OPD data publishing – update

OPD data publishing – Summer 2019 Update

OakCrime.org depends critically on the data OPD provides through its Socrata interface and API . Around April 15 of this year, this source began to dry up.

TLDR: Four months on, things seem to again be working about as before!

My understanding of the events between then and now are something like:

  1. Omega breaks the ETL: Software sold by Omega Systems (aka/ TriTech Software Systems, tritech.com, now part of CentralSquare.com)  to OPD was “updated” by them around mid-April.  These updates broke scripts that had been written to take data off the older Omega tables and pump it towards Socrata.  Omega couldn’t be bothered to fix them.

  2. Oakland Department of IT worked with OPD IT folks to write new scripts that restored the ETL.

  3. Summer vacations were enjoyed by all.

  4. Initial experiments missed some bits of the daily incident record; this got fixed.  Getting the new ETL scripts scheduled to run regularly took more experiments.

Below are a couple of plots to give the big picture.  The first shows the number of records that could/not be harvested.  The regular pattern on the left is followed dwindling new records, then by a gap starting in mid-May with no new records, followed by a burst of new records in mid-July, some updates of missing data, and now a regular flow.

Another way to see this pattern is shown below.  This shows the total number of records managed by OakCrime.org, It begins with around 214000* in January of this year, steadily increasing through April, not growing at all during early May, a few data dumps restoring some but not all of the previous volume. (This was where things stood May 21 in my Keep Police Data Public! post).  Then in mid-July things again began marching up.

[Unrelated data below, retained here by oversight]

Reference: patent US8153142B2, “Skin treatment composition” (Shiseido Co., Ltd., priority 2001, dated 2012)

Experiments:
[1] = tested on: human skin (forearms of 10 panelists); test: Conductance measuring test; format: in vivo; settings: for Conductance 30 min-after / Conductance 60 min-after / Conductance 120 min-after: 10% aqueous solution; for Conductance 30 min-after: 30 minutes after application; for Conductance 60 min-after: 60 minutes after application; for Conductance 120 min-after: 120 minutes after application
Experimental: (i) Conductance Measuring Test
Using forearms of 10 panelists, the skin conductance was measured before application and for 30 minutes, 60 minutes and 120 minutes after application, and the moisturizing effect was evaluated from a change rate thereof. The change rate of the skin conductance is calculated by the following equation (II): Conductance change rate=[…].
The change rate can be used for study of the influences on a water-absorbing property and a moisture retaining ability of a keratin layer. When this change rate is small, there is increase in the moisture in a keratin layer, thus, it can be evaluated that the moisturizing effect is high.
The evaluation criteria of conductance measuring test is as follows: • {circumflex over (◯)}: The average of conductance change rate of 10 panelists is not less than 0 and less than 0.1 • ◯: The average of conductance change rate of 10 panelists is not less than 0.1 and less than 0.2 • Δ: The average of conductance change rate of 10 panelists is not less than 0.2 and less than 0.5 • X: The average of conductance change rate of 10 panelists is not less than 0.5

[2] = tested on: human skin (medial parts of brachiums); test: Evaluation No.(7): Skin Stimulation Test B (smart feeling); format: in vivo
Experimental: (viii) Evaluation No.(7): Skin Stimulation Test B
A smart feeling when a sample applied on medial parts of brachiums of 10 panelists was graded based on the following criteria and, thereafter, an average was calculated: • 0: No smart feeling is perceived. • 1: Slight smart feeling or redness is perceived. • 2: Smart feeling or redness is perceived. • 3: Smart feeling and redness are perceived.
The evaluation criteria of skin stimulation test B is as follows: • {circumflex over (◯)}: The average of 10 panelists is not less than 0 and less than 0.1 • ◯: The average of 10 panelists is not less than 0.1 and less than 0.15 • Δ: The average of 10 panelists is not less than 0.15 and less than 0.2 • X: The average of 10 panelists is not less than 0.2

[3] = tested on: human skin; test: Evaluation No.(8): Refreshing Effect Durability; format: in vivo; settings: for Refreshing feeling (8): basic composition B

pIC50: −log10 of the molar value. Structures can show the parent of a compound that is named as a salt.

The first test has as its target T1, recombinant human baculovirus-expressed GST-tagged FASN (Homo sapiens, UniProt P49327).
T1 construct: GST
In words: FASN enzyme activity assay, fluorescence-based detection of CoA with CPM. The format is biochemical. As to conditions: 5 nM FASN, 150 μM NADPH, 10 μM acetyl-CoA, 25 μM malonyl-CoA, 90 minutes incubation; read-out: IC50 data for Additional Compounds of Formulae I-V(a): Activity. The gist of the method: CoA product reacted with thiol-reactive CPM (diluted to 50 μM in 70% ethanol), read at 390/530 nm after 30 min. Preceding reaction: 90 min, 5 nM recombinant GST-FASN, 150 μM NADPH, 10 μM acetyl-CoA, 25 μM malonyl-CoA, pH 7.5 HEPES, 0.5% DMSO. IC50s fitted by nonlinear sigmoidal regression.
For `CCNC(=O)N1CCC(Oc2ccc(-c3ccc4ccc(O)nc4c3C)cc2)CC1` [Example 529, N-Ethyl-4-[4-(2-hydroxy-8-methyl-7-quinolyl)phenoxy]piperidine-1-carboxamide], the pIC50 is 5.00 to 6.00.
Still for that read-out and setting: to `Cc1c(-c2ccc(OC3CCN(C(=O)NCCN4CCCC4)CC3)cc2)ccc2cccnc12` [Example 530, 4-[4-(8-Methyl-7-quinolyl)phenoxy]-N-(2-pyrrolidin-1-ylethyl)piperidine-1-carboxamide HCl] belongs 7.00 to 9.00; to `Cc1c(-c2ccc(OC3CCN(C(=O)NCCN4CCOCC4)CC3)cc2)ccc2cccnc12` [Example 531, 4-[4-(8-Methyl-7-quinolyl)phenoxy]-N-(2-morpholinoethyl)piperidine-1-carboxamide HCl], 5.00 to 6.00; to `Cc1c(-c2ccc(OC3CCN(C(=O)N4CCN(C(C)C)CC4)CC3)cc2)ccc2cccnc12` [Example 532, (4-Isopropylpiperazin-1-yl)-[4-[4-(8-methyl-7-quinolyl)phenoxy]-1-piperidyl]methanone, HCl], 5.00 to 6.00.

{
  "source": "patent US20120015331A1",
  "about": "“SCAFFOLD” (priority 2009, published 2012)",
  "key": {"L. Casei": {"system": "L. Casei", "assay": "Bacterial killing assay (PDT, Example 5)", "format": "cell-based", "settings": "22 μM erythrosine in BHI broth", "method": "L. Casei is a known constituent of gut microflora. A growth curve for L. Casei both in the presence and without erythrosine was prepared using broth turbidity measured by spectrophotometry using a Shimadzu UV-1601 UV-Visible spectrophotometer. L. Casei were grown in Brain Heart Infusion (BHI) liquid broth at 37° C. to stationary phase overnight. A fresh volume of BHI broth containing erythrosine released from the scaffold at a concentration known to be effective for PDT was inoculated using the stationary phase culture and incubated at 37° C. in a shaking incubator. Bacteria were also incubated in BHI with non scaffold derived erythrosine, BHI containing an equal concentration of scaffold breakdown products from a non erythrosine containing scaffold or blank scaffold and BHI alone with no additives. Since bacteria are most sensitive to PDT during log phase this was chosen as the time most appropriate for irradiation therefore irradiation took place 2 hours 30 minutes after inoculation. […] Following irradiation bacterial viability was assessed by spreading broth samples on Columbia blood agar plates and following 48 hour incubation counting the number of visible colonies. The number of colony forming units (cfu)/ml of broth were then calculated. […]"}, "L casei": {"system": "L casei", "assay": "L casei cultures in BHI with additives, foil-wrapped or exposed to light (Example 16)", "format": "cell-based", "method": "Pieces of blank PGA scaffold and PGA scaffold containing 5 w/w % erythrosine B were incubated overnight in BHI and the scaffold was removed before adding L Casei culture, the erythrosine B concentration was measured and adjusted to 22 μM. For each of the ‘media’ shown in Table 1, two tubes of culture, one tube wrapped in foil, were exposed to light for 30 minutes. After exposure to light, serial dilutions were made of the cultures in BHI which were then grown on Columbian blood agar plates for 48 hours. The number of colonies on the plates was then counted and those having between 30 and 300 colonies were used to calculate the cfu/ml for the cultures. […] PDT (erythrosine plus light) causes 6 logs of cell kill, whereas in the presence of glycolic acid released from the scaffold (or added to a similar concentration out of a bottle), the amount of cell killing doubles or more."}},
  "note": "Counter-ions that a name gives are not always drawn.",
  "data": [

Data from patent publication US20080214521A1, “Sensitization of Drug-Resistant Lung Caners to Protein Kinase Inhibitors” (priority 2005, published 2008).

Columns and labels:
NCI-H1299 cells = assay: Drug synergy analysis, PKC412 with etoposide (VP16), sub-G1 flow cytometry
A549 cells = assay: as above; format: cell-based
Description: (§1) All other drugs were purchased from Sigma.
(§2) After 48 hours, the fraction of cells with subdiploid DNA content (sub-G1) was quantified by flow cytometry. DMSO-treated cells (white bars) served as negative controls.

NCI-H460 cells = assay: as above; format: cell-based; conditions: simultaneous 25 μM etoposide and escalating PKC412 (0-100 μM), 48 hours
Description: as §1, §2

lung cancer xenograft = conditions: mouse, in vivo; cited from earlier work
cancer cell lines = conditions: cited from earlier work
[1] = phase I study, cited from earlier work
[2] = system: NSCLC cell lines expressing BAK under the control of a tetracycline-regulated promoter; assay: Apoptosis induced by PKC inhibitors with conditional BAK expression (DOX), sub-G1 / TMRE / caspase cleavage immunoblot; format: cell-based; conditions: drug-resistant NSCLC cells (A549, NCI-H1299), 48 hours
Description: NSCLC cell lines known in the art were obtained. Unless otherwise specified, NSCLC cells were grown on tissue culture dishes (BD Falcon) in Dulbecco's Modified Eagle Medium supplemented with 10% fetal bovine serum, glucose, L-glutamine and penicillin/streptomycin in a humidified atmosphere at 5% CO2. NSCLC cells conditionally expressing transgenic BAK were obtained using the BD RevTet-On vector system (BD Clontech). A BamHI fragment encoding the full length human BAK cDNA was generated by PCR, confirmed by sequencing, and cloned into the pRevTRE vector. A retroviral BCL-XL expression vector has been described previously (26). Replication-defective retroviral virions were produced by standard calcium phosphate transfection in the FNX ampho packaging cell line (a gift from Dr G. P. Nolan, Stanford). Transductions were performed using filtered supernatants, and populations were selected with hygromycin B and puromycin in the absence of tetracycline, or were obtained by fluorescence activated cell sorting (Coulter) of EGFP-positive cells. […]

I could just end the story there, with a happy ending!  OPD has demonstrated that maintaining this stream of public data about their operations is important to them, too.  Oakland DIT had to work constructively with the OPD IT folks (on whose machines the Omega software ran), but then demonstrated that they can work around vendor-created hassles.  I want to send props to both Capt. Chris Bolton of OPD, and Kevin Harrison of DIT for their efforts to fix this.  (If this data matters to you, too, I encourage you to drop them a line yourself: Cbolton@oaklandca.gov, Kharrison2@oaklandca.gov .)

But for those of you that have read this far, I’ll mention more two fine points that have also come out of these recent monitoring and analysis efforts.  The first is that address reporting has become more precise:  The address field associated with incidents had typically been rounded to the hundred block, e.g.,  “2345 Oak Street” was transformed to  “2300 Oak Street.”  But as the plot below shows, at the exact time Omega’s old Socrata filter was removed and replaced with the new one, the fraction of addresses rounded dropped, varied through May and June, and has now dropped to about 20%.  

The second fine point is that, because many incidents were (initially) missing their CrimeType attribute, and because the OakCrime.org site made use of this field as part of its CrimeCatOAK classification of incidents, a new version of this classifier was developed.  But that’s such an interesting story that it gets its own post!

*(The number of incidents mentioned are those since 2014; earlier data going back to 2007 are available as a separate data set.)

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